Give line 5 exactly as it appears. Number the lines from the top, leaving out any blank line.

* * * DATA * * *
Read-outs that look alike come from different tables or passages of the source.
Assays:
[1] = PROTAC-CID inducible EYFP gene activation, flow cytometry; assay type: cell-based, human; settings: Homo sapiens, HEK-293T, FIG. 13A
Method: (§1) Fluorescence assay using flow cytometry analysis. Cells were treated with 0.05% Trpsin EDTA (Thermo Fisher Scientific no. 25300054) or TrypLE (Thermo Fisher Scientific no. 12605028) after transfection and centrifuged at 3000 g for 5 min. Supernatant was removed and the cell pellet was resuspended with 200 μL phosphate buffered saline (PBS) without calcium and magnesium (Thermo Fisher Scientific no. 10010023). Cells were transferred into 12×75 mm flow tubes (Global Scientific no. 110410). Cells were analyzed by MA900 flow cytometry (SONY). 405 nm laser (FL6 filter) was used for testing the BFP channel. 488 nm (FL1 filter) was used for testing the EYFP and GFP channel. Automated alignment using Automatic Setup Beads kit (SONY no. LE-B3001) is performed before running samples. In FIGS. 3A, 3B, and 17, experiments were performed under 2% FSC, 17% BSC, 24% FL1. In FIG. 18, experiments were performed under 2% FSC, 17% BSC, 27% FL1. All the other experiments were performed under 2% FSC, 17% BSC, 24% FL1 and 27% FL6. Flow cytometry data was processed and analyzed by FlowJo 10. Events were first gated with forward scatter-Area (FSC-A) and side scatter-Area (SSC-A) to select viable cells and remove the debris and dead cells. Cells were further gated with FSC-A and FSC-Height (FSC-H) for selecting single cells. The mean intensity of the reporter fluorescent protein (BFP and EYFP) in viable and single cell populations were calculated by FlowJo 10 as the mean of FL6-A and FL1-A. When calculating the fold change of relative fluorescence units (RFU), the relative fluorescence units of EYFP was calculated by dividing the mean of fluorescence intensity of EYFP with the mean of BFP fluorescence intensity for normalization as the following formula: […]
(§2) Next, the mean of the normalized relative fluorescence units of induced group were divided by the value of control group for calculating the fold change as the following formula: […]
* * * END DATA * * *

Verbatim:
(§2) Next, the mean of the normalized relative fluorescence units of induced group were divided by the value of control group for calculating the fold change as the following formula: […]